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Still I Rise: A Graphic History of African Americans
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Still I Rise: A Graphic History of African Americans

3.82 of 5 stars 3.82  ·  rating details  ·  98 ratings  ·  27 reviews
Still I Rise is a critically acclaimed work with an impressive scope: the entire history of Black America, told in an accessible graphic-novel form. Updated from its original version—which ended with the Million Man March—it now extends from the early days of colonial slavery right through to Barack Obama’s groundbreaking presidential campaign. Compared by many to Art Spie ...more
Paperback, 240 pages
Published February 3rd 2009 by Sterling
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Community Reviews

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I feel horrible to say this but this was probably the worst book I've read since the dictionary. It was dry and boring. For a quick summery it literally takes you through the African-American history of them being enslaved here in American and shipped, the transition from indentured servants to slaves. Then onto the liberation of slaves that lead to the segregation that was followed up by the fight for equality. Then obviously coming full circle back to the present day with Obama being the first ...more
I was recommended this book because of its introduction, which is a cursory history of African American comics and comic creators, do read the introduction if this subject interests you.

I would absolutely recommend this book to anyone who has an interest in African American history, but not much background in the subject. This is not a all encompassing history, but in my ignorance of the full breadth of the subject, this felt like a good overview.

A good comic history on a subject that needs less
Meg Petersen
I would recommend this to every teacher I know and I am passing it on to my children. The beginning part of the book is really excellent. The perspective is definitely African American, and helps students see how slavery evolved. It is especially good at showing the resistance to slavery and contextualizing the Civil War as part of an on-going history of resistance.
The ending, however, was rushed. I wish more recent times could have been covered more thoroughly. Obama's campaign and eventual el
Still I Rise was an interesting concept for a book but not well executed. It had a lot of good information and I learned a lot about African-American history but it was a graphic novel that was obviously written by someone who doesn't do graphic novels. A good graphic novel you should be able to get the gist from just looking at the pictures, here, it was pretty much only people standing at the bottom of a panel with their mouths open and titanic blocks of text. It took me about five minutes to ...more
kinda weirdly capitalist, but easy read and informative. good to refer folks without previous education on black history & movements.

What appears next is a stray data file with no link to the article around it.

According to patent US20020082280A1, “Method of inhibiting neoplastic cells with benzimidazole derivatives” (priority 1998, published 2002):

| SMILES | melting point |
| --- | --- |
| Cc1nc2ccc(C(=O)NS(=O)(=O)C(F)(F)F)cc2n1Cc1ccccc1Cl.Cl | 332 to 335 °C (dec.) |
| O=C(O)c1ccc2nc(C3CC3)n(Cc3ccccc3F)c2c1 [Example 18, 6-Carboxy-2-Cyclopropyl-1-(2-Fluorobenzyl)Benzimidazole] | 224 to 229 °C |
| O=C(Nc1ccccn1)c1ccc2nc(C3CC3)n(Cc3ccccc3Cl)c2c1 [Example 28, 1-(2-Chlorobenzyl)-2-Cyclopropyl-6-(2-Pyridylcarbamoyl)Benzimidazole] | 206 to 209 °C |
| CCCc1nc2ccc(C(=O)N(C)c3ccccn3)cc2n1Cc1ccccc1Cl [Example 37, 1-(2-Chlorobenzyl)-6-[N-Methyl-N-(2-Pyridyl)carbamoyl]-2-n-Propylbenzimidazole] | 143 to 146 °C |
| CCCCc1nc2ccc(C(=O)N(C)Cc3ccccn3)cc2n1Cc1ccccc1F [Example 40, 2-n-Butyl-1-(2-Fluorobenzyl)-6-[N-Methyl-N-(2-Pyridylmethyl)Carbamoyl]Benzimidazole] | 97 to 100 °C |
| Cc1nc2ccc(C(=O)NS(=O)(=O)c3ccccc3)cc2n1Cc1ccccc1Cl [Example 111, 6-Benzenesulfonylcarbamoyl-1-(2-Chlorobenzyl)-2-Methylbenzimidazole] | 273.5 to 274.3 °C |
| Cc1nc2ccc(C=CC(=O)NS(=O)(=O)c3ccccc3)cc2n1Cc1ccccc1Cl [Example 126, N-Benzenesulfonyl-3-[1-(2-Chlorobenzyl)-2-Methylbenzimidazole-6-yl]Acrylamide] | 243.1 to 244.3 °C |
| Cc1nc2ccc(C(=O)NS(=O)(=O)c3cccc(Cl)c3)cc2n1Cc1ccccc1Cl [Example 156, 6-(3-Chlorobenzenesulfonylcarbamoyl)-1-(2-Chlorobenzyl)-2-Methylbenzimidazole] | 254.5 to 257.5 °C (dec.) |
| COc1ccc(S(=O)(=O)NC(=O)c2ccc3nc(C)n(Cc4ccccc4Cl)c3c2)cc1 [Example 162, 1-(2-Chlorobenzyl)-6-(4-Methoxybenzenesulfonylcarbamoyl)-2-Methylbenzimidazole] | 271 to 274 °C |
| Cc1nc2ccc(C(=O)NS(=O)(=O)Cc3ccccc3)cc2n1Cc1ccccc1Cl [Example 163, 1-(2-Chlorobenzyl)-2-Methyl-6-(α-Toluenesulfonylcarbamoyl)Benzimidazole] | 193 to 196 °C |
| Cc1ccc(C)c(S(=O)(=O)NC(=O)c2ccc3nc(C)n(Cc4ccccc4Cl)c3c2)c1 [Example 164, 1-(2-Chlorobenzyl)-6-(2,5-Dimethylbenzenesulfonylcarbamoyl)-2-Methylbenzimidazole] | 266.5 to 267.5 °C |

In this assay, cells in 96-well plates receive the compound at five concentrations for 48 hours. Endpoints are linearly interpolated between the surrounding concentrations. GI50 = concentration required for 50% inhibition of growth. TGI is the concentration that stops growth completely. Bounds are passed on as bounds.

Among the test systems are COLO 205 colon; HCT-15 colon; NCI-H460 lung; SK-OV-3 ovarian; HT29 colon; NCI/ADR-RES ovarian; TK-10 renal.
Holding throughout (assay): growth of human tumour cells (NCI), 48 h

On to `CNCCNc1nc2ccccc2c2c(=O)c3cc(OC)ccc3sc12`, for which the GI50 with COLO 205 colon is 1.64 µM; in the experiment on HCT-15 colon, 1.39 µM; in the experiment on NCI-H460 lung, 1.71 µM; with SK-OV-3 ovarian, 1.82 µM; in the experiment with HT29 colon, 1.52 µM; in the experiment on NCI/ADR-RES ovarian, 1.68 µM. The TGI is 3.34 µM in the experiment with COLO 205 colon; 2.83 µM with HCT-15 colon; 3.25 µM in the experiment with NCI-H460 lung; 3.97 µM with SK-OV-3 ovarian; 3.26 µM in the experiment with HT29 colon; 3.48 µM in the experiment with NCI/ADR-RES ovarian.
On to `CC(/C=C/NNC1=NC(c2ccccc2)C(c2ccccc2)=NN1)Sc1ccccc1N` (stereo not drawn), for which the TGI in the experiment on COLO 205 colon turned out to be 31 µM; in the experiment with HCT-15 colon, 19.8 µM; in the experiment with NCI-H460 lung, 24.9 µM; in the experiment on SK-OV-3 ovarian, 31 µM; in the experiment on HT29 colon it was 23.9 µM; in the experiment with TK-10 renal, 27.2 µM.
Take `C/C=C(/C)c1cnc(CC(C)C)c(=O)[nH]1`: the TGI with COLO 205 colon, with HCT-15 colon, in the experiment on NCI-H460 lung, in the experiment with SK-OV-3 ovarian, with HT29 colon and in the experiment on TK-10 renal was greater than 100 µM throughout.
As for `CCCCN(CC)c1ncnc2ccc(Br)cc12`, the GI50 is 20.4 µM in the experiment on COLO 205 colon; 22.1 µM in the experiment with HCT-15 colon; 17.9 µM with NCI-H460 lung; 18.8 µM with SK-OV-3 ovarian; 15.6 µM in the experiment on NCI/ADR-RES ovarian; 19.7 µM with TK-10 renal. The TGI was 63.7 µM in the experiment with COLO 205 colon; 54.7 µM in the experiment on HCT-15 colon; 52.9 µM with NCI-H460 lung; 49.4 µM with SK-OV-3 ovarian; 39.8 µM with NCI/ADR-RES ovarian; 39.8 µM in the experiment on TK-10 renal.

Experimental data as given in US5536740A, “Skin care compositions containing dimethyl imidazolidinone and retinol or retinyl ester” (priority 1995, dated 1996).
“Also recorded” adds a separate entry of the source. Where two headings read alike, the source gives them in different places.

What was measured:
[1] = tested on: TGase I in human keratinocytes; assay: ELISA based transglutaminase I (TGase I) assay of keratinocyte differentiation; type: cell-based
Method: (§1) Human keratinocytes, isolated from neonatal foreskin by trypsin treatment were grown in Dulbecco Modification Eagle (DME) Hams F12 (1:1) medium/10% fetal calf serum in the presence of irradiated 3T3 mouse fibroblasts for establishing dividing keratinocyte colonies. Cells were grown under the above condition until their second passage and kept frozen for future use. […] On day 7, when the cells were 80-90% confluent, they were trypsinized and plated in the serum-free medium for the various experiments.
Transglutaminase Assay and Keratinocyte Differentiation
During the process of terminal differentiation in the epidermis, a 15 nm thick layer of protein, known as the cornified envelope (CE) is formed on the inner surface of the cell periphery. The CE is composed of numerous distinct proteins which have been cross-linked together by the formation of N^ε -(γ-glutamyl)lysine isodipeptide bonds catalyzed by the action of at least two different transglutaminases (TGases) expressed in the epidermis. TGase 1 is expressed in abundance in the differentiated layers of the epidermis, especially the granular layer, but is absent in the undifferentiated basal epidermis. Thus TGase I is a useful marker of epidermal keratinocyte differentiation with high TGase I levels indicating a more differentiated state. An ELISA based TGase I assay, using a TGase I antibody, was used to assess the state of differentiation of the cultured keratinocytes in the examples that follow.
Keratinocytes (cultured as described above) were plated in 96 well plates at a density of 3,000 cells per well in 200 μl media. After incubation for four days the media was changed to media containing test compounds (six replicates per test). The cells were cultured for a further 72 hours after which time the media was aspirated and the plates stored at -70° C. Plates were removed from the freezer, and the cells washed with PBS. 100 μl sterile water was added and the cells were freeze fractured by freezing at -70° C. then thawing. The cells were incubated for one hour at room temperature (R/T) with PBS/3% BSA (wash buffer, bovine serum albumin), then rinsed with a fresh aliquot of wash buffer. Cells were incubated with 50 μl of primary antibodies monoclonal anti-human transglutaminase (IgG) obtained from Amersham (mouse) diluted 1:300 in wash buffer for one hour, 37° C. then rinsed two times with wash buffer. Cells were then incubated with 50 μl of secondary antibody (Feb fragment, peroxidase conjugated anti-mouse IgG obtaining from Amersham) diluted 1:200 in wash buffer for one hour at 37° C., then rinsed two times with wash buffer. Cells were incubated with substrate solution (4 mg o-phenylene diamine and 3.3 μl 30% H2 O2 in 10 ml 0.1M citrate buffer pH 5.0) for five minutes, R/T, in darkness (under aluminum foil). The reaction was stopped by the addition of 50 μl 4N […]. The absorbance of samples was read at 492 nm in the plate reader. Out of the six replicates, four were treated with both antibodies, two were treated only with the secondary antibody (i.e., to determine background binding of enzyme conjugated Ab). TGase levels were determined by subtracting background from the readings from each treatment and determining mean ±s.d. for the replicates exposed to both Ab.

I enjoyed this book. The graphic novel format allows the reader to swallow history. I like that the book high-lights African American History by not only including notable historical figures but also introducing the audience to new strong figures.

My only complaint is that for a Graphic History there is quite a bit of slanted telling. The two narrators do an excellent job of balancing views and content. There are just a few comments that slide in that I felt were unnecessary.

Overall, this is an
Laura Graves
I love graphic novels. I love having visual representations, so I’m always excited about reading graphic novels and finding more interesting way to experience topics like history. Still I Rise is the history of African Americans, presented in a graphic format. Though it wasn’t always the most engaging or well-crafted read, I certainly learned a good deal from it.

The novel starts off explaining the reasons the first black slaves were brought to the U.S. From there a very detailed tale of how Afri
Very interesting to read. Two "elders", man and woman, tell the history of African Americans from slavery to modern times in graphic novel form. I liked how the elders sometimes bickered with each other as they told the story, and thus illustrating that there are differing opinions on what happened in history. It was also interesting to see that there is no clear-cut absolutes. Wealthy white slaveowners were depicted as greedy pigs, but some were also portrayed sympathetically. Black people were ...more
Mocha Girl
Still I Rise is a graphical novel (aka "comic strip" style) structured around the history of America and the complex, interwoven African American contributions and sacrifices to its success and greatness. Two unnamed characters remain prominent serving as narrators providing supplemental commentaries setting the stage of the eras' social and political climates enhancing the history lessons within the pages. Opening in pre-Colonial times, it traces the events and issues surrounding indentured ser ...more
Very good for what it is and the space it has for an introductory piece - unfortunately, although it is dense, it doesn't good much into detail about a lot of things/I felt a lot was missing. To be fair though, it would have been basically impossible to include everything.
A Horse of a Different Color

"Still I Rise: A Graphic History of African Americans" aims high, and does everything right! It's a moving, entertaining and informative experience. It is unique in that it doesn't just focus on African American males and their achievements, but also focuses on women. In addition, it highlighted many others significant in the historical struggle that many may not be aware of. "Still I Rise" is well appreciated, outstanding and exciting. I felt like I was reading an ep